Kyren Bolden of St. John’s sits on the bench with the runner-up trophy after the Titans lost to Massillon Jackson on Saturday night in Akron. THE BLADE/ANDY MORRISON
AKRON — Tournaments are about pairings as much as anything, and St. John’s Jesuit found itself matched with an opponent for which it had no answers.
And unfortunately for the Titans, the elusive basketball state championship will have to wait to least one more season.
Fourth-ranked Massillon Jackson stifled fifth-ranked St. John’s at every turn in a Division I regional final, ending the Titans’ year with a 54-38 decision Saturday night at the University of Akron.
IN PICTURES: Massillon Jackson 54, St. John’s Jesuit 38
Jackson led for final three quarters uninterrupted as St. John’s simply couldn’t establish itself against the Polar Bears’ rangy defense. The Polar Bears held St. John’s to 14 for 45 shooting (31 percent) from the field, and the Titans couldn’t find the outside shooting necessary to stay in the game.
“We had to hit a high percentage of shots, and we didn’t do that,” Titans coach Ed Heintschel said. “We missed all kind of stuff. They had a good game plan defensively that took away some things we normally get, so credit to them.
“They’re big. It’s tough because it just changes everything, changes your mindset.”
Jackson (26-2) proved to be a matchup nightmare for St. John’s (25-3).
Everyone in the Polar Bears’ starting five is 6 feet, 2 inches or taller, which includes two Division I wings who can shoot: 6-foot-7 forward Kyle Young (a Butler signee) and 6-foot-5 Logan Hill (Toledo).
The Polar Bears dictated the game’s terms almost immediately. Jackson blocked four St. John’s shots before the first quarter was at its halfway point, though the Titans were still able to score early in the game, and they briefly took a 10-9 lead.
It would be the Titans’ last lead of the night.
Jackson had the size necessary to guard Titans forward Vincent Williams, Jr., one-on- one, and the space that St. John’s routinely created during its 22-game winning streak wasn’t there against Jackson.
“Our guys did a great job tonight, because I was worried to death,” Jackson coach Tim Debevec said. “They won 22 games in a row, and they have some special players too. Our guys did an outstanding job tonight — unbelievable.
“We defended for 32 straight minutes and held them to 38 points.”
The Titans aimed to compensate for Jackson’s size by dropping guards into the paint, but Jackson hit three 3-pointers as part of an 11-0 run it finished in the second quarter.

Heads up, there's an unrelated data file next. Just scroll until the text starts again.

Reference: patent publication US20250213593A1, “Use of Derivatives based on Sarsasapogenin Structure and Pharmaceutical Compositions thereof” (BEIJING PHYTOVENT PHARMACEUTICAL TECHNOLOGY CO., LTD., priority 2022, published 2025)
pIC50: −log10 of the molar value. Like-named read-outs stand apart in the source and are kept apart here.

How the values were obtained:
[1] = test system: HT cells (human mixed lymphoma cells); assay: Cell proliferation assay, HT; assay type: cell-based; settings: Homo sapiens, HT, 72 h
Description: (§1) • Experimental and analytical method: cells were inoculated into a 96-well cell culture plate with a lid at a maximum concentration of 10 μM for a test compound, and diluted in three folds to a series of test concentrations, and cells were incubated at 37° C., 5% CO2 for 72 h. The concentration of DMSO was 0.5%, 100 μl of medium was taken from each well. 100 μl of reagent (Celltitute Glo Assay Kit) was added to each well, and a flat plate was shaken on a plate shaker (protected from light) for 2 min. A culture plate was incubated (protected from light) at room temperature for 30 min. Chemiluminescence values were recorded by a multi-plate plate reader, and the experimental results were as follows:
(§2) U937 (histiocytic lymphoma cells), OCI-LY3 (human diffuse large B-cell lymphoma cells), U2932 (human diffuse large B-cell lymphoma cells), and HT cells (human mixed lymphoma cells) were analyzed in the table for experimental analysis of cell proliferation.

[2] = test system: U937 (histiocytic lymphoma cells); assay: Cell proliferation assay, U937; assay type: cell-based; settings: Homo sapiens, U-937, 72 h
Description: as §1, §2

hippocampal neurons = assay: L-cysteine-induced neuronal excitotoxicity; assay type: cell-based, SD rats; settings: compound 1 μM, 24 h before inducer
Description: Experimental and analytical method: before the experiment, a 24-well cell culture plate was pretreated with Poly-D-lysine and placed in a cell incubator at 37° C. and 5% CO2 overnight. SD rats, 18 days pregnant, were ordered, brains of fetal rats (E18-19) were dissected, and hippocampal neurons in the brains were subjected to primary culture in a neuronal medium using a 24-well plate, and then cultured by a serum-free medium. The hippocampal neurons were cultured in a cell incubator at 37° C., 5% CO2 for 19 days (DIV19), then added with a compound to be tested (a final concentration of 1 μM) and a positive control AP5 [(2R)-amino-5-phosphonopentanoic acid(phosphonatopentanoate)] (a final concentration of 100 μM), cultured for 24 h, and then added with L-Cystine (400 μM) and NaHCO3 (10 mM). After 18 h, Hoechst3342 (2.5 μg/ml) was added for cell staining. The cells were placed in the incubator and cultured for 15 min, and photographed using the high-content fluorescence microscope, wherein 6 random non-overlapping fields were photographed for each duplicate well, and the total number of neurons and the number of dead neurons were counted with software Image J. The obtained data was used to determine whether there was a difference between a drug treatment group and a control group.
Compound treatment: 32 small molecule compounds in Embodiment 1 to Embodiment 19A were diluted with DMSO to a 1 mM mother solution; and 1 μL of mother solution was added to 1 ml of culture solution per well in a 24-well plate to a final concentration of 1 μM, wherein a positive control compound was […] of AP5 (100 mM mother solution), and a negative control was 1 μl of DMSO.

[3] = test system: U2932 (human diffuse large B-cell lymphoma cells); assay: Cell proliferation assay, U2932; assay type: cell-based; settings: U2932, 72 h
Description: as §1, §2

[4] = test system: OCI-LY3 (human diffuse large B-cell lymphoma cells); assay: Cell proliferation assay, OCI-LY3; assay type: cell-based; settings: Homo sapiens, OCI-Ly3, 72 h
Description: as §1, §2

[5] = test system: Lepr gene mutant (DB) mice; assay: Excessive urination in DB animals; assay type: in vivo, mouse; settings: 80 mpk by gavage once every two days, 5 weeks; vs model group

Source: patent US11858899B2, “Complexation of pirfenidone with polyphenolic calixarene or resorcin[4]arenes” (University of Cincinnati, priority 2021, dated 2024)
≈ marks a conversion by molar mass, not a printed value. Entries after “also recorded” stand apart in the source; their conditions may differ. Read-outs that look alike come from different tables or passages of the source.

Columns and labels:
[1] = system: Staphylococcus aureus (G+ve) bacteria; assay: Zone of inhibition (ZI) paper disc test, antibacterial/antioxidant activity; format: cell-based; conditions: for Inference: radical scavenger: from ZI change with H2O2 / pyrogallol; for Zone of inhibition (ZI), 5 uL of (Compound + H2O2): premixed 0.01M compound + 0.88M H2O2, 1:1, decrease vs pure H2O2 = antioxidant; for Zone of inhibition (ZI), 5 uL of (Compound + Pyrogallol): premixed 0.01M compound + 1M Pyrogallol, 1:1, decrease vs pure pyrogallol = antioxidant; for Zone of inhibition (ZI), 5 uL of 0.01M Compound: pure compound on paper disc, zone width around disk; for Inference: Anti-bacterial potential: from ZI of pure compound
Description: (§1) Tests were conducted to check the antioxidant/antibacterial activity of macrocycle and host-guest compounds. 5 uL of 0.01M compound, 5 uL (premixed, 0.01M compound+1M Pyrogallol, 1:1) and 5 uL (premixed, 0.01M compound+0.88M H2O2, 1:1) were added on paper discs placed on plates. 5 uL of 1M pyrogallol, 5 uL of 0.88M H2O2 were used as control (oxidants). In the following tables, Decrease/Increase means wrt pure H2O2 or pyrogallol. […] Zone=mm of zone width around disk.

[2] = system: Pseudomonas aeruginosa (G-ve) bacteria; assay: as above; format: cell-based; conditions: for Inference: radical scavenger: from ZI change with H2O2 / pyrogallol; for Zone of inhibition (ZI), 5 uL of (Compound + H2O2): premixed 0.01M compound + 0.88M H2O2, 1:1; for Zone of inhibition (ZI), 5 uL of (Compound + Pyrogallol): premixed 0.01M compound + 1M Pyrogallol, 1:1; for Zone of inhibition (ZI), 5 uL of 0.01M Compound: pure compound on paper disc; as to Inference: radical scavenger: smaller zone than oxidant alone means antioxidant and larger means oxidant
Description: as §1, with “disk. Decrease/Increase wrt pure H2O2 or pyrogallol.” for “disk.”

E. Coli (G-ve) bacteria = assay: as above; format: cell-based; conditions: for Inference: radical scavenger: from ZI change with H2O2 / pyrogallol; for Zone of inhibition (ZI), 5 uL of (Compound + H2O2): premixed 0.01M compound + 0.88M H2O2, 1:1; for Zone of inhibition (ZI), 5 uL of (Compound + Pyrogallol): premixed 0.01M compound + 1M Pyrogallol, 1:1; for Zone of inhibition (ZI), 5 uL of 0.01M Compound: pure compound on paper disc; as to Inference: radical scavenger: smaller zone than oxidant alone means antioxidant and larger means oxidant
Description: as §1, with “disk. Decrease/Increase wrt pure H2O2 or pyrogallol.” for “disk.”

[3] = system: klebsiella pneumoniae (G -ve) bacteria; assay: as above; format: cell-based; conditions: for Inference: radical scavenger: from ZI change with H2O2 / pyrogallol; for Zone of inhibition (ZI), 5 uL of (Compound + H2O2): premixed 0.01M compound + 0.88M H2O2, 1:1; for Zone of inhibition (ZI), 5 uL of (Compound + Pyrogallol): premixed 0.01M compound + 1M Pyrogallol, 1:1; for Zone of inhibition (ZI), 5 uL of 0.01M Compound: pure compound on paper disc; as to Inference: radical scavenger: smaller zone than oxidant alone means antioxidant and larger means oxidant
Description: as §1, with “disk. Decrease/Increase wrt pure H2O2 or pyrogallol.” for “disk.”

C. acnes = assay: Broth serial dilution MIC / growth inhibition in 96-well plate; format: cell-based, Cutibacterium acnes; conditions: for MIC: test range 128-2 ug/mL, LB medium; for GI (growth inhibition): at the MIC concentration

The Polar Bears shot 5 for 10 from the arc in the game, 15 for 29 from the field, and 19 for 23 from the free throw line.
“You trade off one thing for another, and you give up something,” Heintschel said.
St. John’s trailed by just six at halftime, and did reasonably well on defense given its disadvantages, but the Titans scored only four points in the third quarter as Jackson pushed its lead to 14 after three.
The Polar Bears completed a 12-0 run in the fourth quarter, sending the pro-Jackson crowd into delirium and effectively ending the game. Jackson led by as many as 19, and both sides emptied the benches.
“We missed shots, but they played good defense,” Titans senior Joey Fretti said. “They didn’t give our shooters looks, and they stuck to the scouting report, so credit to them.”
Harrison Riggs led St. John’s with 12 points. Houston King had nine.
Young and Kyle Nicolas both scored 17 for Jackson.
Saturday was an unceremonious end for a St. John’s team that started the season 3-2 only to win its league and play its way into the state’s final eight teams.
“I think if you put each individual person on our team on a different team, they wouldn’t play as well,” Riggs said. “Just the team chemistry we had, you knew that if you made a mistake, everyone else has your back. On this team, you never did anything alone.”
Jackson will play Lakewood St. Edward in the Division I Final Four at 8:30 p.m. Friday in Columbus.
St. John’s ends the season without a trip to Columbus, though Heintschel said he was proud of his team, which he said consistently improved from beginning to end.
“They came so far from where we were in November that it’s really remarkable,” Heintschel said. “The problem is that you remember the last one, and except for one team, it’s tough.
“They have every reason to be proud. They represented us well.”
Harrison Riggs of St. John’s defends Massillon Jackson’s Dillon Dingler on Saturday at the University of Akron. THE BLADE/ANDY MORRISON